Photo courtesy of Matt Teagle: View from the stadium as players in action
By Ben Sanderson
It was written in the Daily Mailafter the 2-1 defeat suffered at Burnley that Brendan Rodgers’ honeymoon period as Leicester manager was finally over.
After a streak of imperious form that had seen Leicester enjoy an 8-game winning run, Jamie Vardy have arguably the best spell in front of goal in his career (which sees him still lead the Premier League’s scoring charts) and victories against Tottenham and Arsenal – a season ago “top six” clubs Leicester could not compete with – making a statement about where Leicester were heading, the Foxes were finally brought back down to Earth after losing to two bottom-half teams.
Leicester are back, though, and in a big way, after sweeping West Ham United aside 4-1 at the King Power Stadium.
Harvey Barnes opened the scoring for the second game in a row, tapping into the net from close range to finish a clever move started by James Maddison after being squared the ball by Ricardo Pereira on 23 minutes.
Pereira turned from provider to scorer and Barnes from scorer to provider for Leicester’s second, after Barnes was left to get the ball by offside Wilfred Ndidi and crossed to Pereira who thumped the ball into the right-hand bottom corner, in the last action of the first-half.
A tame punch from Kasper Schmeichel, who for a second game in a row showed poor command of his box, after a West Ham free-kick resulted in a crazy break-out from a free-kick huddle.
It did not take much for Sebastien Haller to go down after Ndidi nudged him but it was enough for referee David Coote to award a spot-kick (affirmed by the ever-controversial VAR) which Mark Noble sent down the middle for West Ham’s consolation goal in the 50th minute.
Leicester scored a penalty of their own in the 80th minute after substitute Kelechi Iheanacho was brought down by Andrea Ogbonna, and Ayoze Pérez, taking the penalty due to Vardy coming off injured, firing the ball into the left-hand side of the back of the net and sending goalkeeper Darren Randolph the wrong way.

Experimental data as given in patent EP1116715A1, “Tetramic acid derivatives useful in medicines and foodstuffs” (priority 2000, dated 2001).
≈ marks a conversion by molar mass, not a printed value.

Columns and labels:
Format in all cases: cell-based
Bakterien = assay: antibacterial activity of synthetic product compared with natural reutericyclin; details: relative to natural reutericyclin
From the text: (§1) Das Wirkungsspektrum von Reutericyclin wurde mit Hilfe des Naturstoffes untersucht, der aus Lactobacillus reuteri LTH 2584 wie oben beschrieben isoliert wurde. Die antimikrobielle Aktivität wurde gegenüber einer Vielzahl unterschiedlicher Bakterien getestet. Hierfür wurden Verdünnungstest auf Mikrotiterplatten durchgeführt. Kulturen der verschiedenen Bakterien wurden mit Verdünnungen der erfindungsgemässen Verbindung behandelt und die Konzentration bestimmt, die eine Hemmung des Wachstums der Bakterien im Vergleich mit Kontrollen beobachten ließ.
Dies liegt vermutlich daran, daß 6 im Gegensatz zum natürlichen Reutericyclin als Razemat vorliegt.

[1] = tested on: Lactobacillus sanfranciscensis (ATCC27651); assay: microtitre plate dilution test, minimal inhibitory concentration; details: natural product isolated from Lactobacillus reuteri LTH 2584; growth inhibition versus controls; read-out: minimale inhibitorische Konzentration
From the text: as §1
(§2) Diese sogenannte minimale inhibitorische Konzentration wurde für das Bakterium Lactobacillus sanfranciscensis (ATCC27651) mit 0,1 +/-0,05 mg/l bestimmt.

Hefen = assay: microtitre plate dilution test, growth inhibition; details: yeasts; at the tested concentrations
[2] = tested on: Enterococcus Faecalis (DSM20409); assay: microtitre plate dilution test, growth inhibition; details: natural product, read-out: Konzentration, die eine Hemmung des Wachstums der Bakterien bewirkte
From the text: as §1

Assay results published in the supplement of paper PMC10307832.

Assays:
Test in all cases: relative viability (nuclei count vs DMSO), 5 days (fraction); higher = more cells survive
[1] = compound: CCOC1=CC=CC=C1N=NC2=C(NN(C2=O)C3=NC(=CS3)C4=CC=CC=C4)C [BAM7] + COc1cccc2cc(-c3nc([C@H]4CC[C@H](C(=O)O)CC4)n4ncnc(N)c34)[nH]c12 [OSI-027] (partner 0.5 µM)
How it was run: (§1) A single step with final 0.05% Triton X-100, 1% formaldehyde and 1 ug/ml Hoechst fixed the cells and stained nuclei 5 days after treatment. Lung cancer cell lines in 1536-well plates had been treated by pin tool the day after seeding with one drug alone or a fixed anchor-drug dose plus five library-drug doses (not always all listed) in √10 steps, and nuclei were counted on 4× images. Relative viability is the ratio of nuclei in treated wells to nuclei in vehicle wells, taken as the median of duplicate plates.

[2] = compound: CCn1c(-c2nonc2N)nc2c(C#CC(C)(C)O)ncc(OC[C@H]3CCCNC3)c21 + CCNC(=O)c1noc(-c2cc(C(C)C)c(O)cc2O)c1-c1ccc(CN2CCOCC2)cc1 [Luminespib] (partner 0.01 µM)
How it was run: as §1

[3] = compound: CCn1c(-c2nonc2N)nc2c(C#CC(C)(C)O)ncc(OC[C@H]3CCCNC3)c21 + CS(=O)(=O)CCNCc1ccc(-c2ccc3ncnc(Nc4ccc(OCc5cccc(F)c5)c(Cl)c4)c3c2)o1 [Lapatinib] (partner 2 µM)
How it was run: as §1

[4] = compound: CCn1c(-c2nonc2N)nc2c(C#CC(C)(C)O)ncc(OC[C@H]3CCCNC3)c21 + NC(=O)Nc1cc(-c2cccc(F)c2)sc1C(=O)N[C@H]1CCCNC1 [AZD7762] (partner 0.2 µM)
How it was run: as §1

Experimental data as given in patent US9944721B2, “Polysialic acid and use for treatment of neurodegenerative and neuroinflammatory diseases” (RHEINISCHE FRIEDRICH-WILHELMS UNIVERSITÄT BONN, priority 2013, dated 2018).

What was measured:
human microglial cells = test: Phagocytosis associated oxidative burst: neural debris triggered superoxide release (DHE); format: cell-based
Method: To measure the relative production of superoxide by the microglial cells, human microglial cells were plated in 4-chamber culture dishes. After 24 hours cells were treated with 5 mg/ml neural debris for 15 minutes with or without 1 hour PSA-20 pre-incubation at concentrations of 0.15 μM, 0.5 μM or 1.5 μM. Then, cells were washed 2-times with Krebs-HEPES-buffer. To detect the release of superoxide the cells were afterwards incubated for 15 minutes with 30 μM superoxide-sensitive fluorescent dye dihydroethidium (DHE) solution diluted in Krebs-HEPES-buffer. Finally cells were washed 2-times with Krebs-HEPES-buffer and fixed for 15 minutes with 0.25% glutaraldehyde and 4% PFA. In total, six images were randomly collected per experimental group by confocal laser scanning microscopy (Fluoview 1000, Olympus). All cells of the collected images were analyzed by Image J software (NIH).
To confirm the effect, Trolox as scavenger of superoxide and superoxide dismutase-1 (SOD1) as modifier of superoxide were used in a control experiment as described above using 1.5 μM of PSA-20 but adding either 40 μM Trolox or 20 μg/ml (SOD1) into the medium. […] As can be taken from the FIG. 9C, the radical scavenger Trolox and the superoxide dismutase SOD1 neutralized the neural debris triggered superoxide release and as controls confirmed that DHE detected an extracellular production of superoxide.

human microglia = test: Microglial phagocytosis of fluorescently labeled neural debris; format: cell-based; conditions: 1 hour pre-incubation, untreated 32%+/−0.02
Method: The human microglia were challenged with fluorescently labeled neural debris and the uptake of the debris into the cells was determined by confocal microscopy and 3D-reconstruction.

Pérez was on the scoresheet again two minutes from the end of normal time, curling an effort into the left-hand bottom corner of the goal after receiving the ball from a blocked Iheanacho in a move organised again by Maddison.
A drab first-half was characterised by two injuries to Leicester, as both Papy Mendy and Vardy were injured in a half Leicester made as many substitutions in as they scored goals.
Mendy went off after holding his knee in agony following a collision with Haller in the 34th minute.
Vardy went off ten minutes later, after trying to carry on in the face of what seemed to be a hamstring injury but being forced by it to go off.
This has provoked fears Leicester have lost their talisman for a few games at least, which manager Rodgers has, according to Sky Sports, played down.
The play was as dull as the stoppages in the first-half, as, goals aside, there was little for either goalkeeper to do.
Snodgrass shot marginally over on 15 minutes and Barnes went on a very promising run near the end of the half which resulted in a fabulous challenge from Aaron Cresswell to stop Barnes in his tracks, in an otherwise stagnant first 45 minutes.
The second half saw West Ham come alive after Noble’s penalty, with Cresswell crossing to Antonio for a golden opportunity to equalise, which Schmeichel managed to gather.
During the last 20 minutes, however, Leicester seized total control of the game.
Pérez had a curling shot saved by Randolph, who was on his feet to go to his left and palm that away, and the Spaniard was at it again not long after providing a shot for Barnes which was deflected wide by Diop, who earlier blocked a shot from Iheanacho.
Maddison, whose orchestration of Leicester seemed to give Leicester’s maestro control of the entire game, tried his luck from distance and would have scored one of the goals of the season had his shot hit the roof of the net, but Randolph managed a good fingertip save.
In between Pérez’s first and second goals, Ben Chilwell had a shot from a great position easily saved by Randolph.
A Barnes tap-in, a Pérez penalty, and curling efforts from Pérez and Pereira were enough for Leicester to emphatically take all three points in a game they dominated, taking 13 shots more than West Ham and having 68% of possession.
West Ham drop to 17th and look once again to fall disastrously short of expectations set by the money spent and players signed by the Hammers’ board.
Their cushion in the UEFA Champions League places has increased as well, and they are now fourteen points clear of Manchester United in 5th and eight clear of Chelsea in 4th, who drew with Arsenal, as the chances of another shot at European glory become ever more promising for the Foxes.